• Perusal of BTA reveals that the liabilities and obligations, which were retained by the taxpayer, were not related to the business undertaking. Furthermore, the rights, claims and obligations, which were flowing from legally binding commitments wherein the taxpayer is a party, could not be transferred to the Buyer. All other rights, claims, obligations, fixed assets, inventories, trade receivables, other current assets, personnel, etc. were transferred to the Buyer.
     
  • The Buyer was already in the same business (namely manufacturing of edible oil) and it wanted to sell the products manufactured from Haldia unit in its own name and brand.  Accordingly, the Buyer was not keen to buy the name/trade mark/logos/trade name/product name, etc. of the taxpayer. This cannot, in any way, affect the slump sale of the business undertaking in the facts and circumstances of the case.
  • Certain new plants, which were not a part of the business undertaking, cannot form a part of the going concern since these plants were never utilised for the business of the business undertaking.





 
  • If the taxpayer has expanded its business in the very same business undertaking, then it has to sell all the items of such business undertaking. The taxpayer has sold the entire business undertaking (wherein it had started expansion projects) as a going concern to the Buyer. This in no way can affect the character of the slump sale transaction of the business undertaking. 
 
Finally, the Kolkata Tribunal held that: 
  • The CIT erred in viewing certain clauses of the contract in isolation. In order to ascertain the intention of the parties involved, the contract should be read as a whole and intention between the parties has to be seen from the view point of the businessman. 
  • A close analysis of the MOU and BTA leaves no doubt that the business undertaking as a whole was sold as a going concern for a lump sum consideration and it was not an itemised sale of assets. 
  • As the action of the AO, in accepting the taxpayer’s claim of transaction in question as slump sale, was after a detailed enquiry and was a plausible view, the PCIT ought not to have exercised his revisional jurisdiction.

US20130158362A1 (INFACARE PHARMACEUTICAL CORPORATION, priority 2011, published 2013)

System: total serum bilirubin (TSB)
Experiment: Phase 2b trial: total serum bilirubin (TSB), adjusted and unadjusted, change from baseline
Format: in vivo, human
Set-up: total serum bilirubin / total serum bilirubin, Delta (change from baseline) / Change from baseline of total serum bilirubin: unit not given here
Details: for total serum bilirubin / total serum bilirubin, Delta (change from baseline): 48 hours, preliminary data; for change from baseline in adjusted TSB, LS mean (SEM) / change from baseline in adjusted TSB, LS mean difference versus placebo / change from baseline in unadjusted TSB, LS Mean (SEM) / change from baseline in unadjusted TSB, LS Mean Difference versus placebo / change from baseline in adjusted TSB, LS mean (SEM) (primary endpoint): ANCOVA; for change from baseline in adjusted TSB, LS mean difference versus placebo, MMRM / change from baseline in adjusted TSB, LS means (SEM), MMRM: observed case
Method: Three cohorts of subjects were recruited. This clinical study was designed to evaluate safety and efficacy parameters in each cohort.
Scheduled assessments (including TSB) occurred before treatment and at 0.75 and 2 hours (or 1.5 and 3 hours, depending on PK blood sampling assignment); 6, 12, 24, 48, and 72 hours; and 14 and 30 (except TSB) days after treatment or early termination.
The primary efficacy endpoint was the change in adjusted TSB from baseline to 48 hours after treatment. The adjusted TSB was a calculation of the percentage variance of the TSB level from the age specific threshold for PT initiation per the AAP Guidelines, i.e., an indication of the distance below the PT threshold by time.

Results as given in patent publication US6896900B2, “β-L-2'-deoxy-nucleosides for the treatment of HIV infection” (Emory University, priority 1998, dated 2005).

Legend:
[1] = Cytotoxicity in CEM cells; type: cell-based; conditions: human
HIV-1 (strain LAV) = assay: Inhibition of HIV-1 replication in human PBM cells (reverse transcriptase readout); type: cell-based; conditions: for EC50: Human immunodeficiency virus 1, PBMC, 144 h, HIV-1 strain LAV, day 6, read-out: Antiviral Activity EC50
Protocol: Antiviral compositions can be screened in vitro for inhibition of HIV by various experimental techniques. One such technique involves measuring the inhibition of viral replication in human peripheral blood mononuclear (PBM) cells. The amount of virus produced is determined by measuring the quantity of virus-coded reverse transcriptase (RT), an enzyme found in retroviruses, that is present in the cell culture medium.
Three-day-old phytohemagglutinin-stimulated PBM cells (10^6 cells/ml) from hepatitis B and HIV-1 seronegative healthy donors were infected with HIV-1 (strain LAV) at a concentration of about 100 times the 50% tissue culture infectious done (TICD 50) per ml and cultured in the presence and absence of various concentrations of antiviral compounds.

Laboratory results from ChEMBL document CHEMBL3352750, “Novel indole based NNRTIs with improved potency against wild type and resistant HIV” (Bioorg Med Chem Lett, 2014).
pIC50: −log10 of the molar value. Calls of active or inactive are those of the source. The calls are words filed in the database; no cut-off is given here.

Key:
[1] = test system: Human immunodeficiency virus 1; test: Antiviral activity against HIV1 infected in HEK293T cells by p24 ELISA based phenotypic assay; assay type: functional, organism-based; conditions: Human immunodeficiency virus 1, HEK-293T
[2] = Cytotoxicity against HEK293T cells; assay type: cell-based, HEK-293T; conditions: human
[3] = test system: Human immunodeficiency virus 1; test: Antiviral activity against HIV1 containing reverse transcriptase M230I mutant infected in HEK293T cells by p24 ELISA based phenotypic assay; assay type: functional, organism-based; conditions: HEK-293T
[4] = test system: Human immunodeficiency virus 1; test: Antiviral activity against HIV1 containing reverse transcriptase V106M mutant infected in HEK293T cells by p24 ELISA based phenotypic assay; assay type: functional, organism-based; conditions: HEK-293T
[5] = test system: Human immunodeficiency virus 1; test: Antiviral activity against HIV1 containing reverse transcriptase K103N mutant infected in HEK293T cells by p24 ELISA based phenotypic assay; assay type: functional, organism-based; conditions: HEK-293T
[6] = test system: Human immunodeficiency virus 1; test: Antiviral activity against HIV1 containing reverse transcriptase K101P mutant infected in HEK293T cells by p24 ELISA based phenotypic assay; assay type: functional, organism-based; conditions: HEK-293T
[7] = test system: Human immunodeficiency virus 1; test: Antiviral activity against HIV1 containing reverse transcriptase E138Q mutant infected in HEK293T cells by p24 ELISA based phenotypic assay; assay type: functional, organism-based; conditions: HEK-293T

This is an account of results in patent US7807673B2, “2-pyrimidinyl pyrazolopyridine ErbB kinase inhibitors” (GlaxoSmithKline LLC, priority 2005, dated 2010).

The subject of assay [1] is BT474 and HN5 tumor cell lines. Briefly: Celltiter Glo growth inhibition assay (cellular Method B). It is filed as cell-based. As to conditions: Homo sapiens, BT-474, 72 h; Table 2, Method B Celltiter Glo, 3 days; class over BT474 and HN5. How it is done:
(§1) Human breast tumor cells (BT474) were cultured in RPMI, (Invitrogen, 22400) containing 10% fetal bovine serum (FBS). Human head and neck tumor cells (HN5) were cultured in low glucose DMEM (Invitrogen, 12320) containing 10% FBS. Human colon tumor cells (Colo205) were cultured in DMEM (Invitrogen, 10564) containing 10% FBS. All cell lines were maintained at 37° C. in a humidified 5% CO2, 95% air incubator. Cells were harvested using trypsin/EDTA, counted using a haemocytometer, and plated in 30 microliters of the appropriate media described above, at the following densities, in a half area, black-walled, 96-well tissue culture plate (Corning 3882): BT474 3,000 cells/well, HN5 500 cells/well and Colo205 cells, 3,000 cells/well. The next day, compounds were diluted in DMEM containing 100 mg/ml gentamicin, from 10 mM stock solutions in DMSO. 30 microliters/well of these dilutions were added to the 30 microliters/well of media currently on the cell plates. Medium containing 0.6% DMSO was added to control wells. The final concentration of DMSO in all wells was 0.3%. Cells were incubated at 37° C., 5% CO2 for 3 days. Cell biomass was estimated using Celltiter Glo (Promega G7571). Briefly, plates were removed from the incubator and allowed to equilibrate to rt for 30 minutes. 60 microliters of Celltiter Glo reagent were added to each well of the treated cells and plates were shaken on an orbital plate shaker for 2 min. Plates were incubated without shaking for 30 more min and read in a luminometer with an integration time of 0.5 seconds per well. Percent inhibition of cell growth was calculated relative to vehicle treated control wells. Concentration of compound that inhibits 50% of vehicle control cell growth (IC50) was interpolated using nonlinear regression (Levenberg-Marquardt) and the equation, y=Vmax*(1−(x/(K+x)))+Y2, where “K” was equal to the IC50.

[1] Ambo Agro Products Ltd vs Principal Commissioner of Income Tax [2017] 81 taxmann.com 305 (Kolkata Tribunal) in ITA No. 676 (Kol.) of 2016 dated 19 May 2017
[2] Assessment Year 2009-10
[3] The Institute of Chartered Accountants of India
 
SKP's comments
The Kolkata Tribunal has taken a pragmatic view while accepting the sale of business undertaking as slump sale under the Act. This judgment emphasises the importance of transactional documents such as MOU, BTA, etc. and gathering intention of the parties involved in the transaction from the wholesome reading of these documents before adopting any tax position.
 
It is crucial to demonstrate from the facts and circumstances of each case that the buyer of the undertaking for a lump sum consideration is in a position to carry on the underlying business on a going concern basis in order to justify any transaction as slump sale under the Act. If this crucial factor can be demonstrated, then it may be irrelevant if certain assets and/or liabilities are not transferred as a part of the sale of undertaking for certain commercial reasons or certain other reasons (such as claims/obligations arising from the legally binding commitments of the taxpayer in the instant case).
 
After referring certain landmark rulings, the Kolkata Tribunal also revisits certain important principles to be followed for the exercise of revisional power by the PCIT. If the AO has conducted enquiry after issuance of notices to the taxpayer, collected facts/documents from the taxpayer, etc. and thereafter, he has taken a plausible view on the issue involved, then it should be possible to challenge the powers of the PCIT to revise AO’s order as erroneous and prejudicial to the interest of revenue.